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May 11th, 2016 at 11:00 am

Find a dog for your home

Now that you finally have the home you’ve always wanted, it might also be time to be have the four-legged friend you’ve always wanted. But which dog should it be?

You want your pet to feel as comfortable in your home as you are, so it’s well worth it to research how each breed or species will do inside your walls and beyond. We’ve done some research on the best breeds for small, medium, and large-sized homes.

You’ve got your house in order for the family. Now it’s time to get it in order for your dog as well. That way, your new pet will feel like part of the family–and your best friend–from day one.

Small homes The perfect family dog

So-called “apartment dogs” can be a good choice because they remain small and need very little space to run around indoors. Examples are the poodle, Chihuahua, pug, Dachshund, Chow Chow, Shi Tzu, cockapoo, beagle, Jack Russell and other terriers. Some of these breeds need regular exercise, but a daily walk or two around the block is more than enough to keep them healthy and in good spirits.

In addition, some medium to large dogs are content in small spaces. Bulldogs and greyhounds are examples of breeds that are happy to lounge around the house, yet still need some daily physical activity.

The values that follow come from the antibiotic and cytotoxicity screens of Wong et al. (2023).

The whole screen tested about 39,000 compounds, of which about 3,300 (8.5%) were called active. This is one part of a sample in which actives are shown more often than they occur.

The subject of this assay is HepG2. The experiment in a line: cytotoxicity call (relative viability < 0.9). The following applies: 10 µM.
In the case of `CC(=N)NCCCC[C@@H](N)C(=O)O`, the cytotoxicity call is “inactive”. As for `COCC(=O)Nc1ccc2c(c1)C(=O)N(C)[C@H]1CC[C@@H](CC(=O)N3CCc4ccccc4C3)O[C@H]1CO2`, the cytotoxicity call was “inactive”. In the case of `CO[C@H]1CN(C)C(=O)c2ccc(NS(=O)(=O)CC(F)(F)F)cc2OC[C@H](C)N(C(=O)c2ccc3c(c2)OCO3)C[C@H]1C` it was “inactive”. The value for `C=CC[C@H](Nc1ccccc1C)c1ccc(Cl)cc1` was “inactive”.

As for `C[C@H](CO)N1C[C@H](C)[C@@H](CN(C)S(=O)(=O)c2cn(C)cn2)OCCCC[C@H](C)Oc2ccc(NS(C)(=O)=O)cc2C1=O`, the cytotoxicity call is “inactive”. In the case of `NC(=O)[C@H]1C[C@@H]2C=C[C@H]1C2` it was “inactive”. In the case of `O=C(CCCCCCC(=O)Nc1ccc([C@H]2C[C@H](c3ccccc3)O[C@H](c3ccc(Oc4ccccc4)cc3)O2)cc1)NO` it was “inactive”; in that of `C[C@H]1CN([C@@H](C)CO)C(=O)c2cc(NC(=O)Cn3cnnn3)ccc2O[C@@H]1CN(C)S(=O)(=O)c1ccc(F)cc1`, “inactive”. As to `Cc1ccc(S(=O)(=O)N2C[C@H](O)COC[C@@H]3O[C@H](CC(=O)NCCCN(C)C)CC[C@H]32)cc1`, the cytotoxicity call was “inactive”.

Average-size homes

Bigger dogs don’t need much more “space” than a smaller dog–except maybe when sharing your bed or couch. So an average-size home should be fine for dogs large and small. Breeds that do well include the beagle, Labrador retriever, Staffordshire bull terrier, whippet, Airedale terrier, basset hound, collie (smooth coat), and British bulldog.

Large homes

Large and small dogs alike can thrive in homes with lots of indoor and outdoor space. Labrador retrievers, while the most popular family pet for many years, were bred to fetch birds during the hunting season, so they love to roam around large properties. The Newfoundland is great for large, open spaces, but alto tends to wind up where the family is. Bulldogs are sturdy and will put up with a lot. They’re also not picky about where they live, so they’re fine with large or small houses. The lesser-known Feist is a great companion dog, eager to please, and was bred to catch small field animals. They are excited to explore large outdoor areas, but are happy to be inside with the family as well.

Plan ahead

Puppies grow to their full size in a surprisingly short time, so it’s important that you don’t get a larger breed now, with hopes of moving into a larger place later. Plans can change, so it’s better to wait until you have moved into the larger space than to find yourself and your dog crammed into a shrinking space.

A very accurate consideration for how much space a dog needs is energy level. A Great Dane, for example, could live happily in a small home, but a Jack Russell might prefer a yard for running and playing, even though it is a much smaller breed. The American Kennel Club website provides detailed information on each breed’s temperament, compatibility with children, suitability for indoor and outdoor living, and many other characteristics.

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